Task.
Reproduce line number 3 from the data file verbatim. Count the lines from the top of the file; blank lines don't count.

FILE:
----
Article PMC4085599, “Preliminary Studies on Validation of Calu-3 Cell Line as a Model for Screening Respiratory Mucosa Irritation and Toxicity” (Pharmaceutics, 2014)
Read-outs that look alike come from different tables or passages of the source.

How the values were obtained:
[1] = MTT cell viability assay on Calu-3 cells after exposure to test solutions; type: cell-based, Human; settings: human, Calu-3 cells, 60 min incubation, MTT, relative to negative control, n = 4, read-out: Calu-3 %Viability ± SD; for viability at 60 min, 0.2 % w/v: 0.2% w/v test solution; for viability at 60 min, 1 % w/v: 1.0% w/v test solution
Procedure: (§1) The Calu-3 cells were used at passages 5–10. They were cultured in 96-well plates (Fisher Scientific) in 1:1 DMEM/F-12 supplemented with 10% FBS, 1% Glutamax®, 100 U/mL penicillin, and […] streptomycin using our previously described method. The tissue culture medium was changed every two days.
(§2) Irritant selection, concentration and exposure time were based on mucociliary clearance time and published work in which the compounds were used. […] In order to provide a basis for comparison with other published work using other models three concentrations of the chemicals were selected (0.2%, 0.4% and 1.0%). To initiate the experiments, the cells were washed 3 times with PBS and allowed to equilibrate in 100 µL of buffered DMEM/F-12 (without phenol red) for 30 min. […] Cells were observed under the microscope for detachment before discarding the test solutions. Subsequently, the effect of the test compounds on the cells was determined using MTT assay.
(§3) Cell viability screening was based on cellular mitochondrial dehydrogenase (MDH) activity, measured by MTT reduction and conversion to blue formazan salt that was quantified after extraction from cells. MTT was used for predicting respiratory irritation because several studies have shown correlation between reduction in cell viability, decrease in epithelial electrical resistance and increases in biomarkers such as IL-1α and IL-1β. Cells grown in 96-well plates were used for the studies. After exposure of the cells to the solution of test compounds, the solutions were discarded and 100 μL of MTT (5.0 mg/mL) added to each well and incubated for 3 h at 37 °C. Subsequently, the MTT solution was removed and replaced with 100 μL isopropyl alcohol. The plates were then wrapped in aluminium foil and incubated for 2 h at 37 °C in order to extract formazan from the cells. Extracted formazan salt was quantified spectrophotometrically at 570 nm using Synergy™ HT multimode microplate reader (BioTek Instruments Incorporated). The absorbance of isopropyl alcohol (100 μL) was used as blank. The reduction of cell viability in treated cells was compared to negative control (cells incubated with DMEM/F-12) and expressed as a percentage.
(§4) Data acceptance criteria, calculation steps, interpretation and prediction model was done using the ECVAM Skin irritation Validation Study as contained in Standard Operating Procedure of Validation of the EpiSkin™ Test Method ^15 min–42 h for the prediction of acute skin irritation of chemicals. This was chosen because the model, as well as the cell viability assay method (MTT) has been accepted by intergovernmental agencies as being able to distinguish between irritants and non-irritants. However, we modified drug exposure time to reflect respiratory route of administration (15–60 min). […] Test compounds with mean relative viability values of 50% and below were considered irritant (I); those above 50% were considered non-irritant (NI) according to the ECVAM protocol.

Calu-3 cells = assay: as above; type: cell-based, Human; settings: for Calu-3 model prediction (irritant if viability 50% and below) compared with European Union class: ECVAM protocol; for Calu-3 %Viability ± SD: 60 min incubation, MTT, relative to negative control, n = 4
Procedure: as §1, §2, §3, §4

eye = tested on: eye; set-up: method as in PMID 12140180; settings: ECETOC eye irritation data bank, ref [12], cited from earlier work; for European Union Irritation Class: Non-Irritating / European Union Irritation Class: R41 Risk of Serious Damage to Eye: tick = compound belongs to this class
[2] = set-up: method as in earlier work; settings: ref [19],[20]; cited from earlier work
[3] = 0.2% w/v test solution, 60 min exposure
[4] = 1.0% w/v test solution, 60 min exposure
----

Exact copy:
How the values were obtained: